Stanley was born in the Dominican Republic and came to live in New York City about three years ago. He likes pretty much everything about New York, he says, except for the cold. Stanley is a fifth-grader in a public school in the Bronx, where he is an enthusiastic participant in T&W teaching artist Ibi Zoboi’s creative writing class. He was interviewed by Susan Karwoska at the school in January 2016.
Teachers & Writers: Do you like to write?
Stanley: I like to write poetry, but I don’t like other kinds of writing so much because I get bored. Like, I was just taking a test where we had to read and write and I was bored, but when I’m writing poetry, I get excited! When Miss Ibi is talking about what we are going to do, I get so excited I jump out of my seat!
T&W: What makes writing poetry different from other kinds of writing to you?
Stanley: Other kinds of writing sometimes feel like they don’t have anything to do with you, but poetry has to do with what you think, what you feel, and everything that you love.
T&W: Do you think you could mix some of those qualities into your other writing?
Stanley: You mean, have a little bit of fun, and a little bit of learning? Yeah, I like that! We do that in math class—my teacher makes it fun so we can learn better.
T&W: What do you write about in your poetry?
Stanley: I write about how I think life is, and how I feel. Some of my friends don’t like to think about these things, but I do. I guess I think in a different way. I wrote a poem in class about how I am like an apple on a tree, waiting for the sun and the rain to come along.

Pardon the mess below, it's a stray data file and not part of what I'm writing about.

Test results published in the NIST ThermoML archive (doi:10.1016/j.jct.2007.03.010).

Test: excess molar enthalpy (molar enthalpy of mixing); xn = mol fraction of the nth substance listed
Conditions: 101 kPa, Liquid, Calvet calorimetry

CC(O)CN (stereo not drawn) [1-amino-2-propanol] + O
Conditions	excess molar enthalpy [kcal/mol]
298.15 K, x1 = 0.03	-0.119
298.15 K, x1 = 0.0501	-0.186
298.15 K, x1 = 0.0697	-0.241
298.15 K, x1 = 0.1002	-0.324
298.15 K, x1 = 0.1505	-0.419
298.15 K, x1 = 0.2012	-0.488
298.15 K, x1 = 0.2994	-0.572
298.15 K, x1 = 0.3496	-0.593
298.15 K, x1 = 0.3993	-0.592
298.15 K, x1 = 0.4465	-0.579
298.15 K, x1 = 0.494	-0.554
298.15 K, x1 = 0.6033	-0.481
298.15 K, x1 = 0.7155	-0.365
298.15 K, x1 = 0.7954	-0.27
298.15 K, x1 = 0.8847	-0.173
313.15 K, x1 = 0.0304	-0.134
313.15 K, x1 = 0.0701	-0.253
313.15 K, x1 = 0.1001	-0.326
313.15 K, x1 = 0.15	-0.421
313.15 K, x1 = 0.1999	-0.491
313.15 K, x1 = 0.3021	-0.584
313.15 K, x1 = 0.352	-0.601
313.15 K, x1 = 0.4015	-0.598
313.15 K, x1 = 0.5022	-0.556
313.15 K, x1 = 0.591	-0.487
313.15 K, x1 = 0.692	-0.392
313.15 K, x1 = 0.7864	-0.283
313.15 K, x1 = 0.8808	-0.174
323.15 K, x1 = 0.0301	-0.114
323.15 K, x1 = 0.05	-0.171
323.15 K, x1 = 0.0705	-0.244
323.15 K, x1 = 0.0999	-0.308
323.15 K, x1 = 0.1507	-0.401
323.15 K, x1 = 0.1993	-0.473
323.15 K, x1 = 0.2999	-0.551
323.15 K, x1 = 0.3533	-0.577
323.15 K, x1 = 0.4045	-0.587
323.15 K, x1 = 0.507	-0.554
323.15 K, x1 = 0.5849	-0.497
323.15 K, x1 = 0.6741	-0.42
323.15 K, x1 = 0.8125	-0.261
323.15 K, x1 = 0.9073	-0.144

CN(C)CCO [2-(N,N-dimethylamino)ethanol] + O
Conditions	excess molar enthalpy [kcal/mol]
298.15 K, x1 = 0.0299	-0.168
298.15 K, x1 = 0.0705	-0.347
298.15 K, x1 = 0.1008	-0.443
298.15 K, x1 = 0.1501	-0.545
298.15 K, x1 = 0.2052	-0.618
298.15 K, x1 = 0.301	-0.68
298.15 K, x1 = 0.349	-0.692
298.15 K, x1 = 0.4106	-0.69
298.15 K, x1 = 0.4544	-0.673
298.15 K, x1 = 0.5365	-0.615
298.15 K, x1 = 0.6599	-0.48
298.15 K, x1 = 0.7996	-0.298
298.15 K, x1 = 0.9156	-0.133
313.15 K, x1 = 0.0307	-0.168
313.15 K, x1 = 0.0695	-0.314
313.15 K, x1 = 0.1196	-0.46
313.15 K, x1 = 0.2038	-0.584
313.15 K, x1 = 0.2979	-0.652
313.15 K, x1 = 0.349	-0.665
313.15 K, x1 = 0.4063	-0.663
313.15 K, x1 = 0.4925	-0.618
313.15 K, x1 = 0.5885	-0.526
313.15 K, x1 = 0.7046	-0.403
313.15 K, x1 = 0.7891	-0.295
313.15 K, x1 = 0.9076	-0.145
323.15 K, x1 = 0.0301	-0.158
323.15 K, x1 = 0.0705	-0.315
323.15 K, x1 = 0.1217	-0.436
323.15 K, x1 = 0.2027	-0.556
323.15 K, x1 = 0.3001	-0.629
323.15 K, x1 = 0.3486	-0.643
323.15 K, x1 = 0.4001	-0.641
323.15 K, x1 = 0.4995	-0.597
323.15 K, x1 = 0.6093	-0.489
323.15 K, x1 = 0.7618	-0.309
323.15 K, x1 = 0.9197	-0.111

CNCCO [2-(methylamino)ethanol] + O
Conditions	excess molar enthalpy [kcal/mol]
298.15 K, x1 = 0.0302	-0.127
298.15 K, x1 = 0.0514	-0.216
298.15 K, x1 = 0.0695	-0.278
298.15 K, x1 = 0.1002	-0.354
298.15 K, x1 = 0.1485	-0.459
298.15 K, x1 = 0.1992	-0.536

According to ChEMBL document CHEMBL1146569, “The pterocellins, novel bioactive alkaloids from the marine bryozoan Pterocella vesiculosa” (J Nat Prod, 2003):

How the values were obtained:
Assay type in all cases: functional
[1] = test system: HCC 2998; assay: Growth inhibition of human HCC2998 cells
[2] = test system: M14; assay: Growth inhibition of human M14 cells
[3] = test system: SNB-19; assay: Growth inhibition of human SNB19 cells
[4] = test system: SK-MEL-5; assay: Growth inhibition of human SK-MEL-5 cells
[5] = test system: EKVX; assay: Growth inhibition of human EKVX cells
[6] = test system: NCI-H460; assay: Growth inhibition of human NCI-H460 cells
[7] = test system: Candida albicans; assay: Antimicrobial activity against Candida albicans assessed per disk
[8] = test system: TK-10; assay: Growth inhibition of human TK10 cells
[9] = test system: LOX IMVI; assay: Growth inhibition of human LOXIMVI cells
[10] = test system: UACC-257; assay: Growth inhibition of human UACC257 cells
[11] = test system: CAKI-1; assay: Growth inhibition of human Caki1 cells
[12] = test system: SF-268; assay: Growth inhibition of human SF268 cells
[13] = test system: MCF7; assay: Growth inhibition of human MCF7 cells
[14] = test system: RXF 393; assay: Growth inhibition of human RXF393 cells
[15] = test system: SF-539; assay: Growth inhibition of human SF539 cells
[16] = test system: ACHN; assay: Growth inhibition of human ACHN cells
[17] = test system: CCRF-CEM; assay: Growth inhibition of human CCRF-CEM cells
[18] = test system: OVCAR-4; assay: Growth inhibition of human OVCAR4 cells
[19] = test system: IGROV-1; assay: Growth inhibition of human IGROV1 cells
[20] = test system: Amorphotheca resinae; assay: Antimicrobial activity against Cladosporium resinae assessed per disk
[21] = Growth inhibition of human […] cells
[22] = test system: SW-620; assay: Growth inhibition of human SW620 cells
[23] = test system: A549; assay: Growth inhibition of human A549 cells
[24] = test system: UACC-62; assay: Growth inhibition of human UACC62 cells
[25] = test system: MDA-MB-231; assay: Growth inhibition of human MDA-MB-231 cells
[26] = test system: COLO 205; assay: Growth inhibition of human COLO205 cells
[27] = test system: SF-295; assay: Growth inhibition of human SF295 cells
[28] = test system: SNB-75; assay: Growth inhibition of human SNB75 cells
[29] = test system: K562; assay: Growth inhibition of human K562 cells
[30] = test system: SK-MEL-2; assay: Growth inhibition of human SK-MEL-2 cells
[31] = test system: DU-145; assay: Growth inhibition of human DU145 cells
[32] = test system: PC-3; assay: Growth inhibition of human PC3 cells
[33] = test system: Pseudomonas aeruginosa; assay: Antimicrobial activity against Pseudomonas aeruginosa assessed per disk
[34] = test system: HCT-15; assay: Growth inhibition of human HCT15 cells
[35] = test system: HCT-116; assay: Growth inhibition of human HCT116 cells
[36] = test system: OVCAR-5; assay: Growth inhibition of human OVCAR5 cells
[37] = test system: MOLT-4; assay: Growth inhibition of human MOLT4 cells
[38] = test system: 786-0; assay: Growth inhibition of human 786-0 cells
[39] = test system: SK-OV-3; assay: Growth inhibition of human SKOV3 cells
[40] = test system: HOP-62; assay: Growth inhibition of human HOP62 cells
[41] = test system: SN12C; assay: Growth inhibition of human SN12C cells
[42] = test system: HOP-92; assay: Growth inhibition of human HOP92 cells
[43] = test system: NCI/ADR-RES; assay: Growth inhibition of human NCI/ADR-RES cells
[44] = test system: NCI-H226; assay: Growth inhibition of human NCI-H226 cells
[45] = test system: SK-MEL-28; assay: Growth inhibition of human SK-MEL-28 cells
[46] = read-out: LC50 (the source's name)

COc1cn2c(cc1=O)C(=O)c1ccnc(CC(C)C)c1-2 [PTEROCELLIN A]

T&W: I’d love to read that poem! What do you want to be when you grow up?
Stanley: I want to be a lot of things: a policeman, a poetry writer, and an artist. And then I’ll still use my imagination. Imagination is important for everything. What I’m trying to say is that imagination helps us laugh and have fun, but also it helps us figure things out.
fences and playgrounds
people on the streets
buildings and trees
black and green and red
cars and friends
talking and joking
light in the windows at sundown
makes my ear drums ring
By Ibi Zoboi
Stanley’s poem was inspired by Eloise Greenfield’s poem, “Riding on the Train.” This poem was the starting point for a lesson I taught on using imagery and sensory details to create what I called a “moving poem.” After we read the poem together, I asked the students to choose one of four starting points for their moving poem: walking home from school or riding in a car, train, or bus. We then closed our eyes and imagined ourselves in one of these settings. I asked the students to pay attention to everything they saw, heard, smelled, felt, and tasted. I told them to be as specific as possible in describing these things.
At the very end of Greenfield’s “Riding on the Train” is the word “sleepy” written in a downward slant. We discussed why the poet chose to write the word this way. We all agreed that the word sleepy was also getting sleepy. I asked the students to do the same. But in order to do that, we would have to fill up our moving poems with so much sensory detail that both the poet and the reader would certainly feel sleepy after writing or reading the poem.
Stanley is one of the most enthusiastic participants in Mr. Henriquez’s fifth-grade class. His love of words and language is quite evident when he shares his interpretations of certain metaphors and poetic ideas. Stanly is in a bilingual Spanish classroom, and at times, he struggled to express his ideas clearly in English. I wonder how much more vivid Stanley’s descriptions would have been had he written this in Spanish. However, a passion for poetry does not always begin with the words written on the page. I believe that the best poems begin with the ability to see metaphor in everything. This is what Stanley was able to bring to the lessons and the overall residency.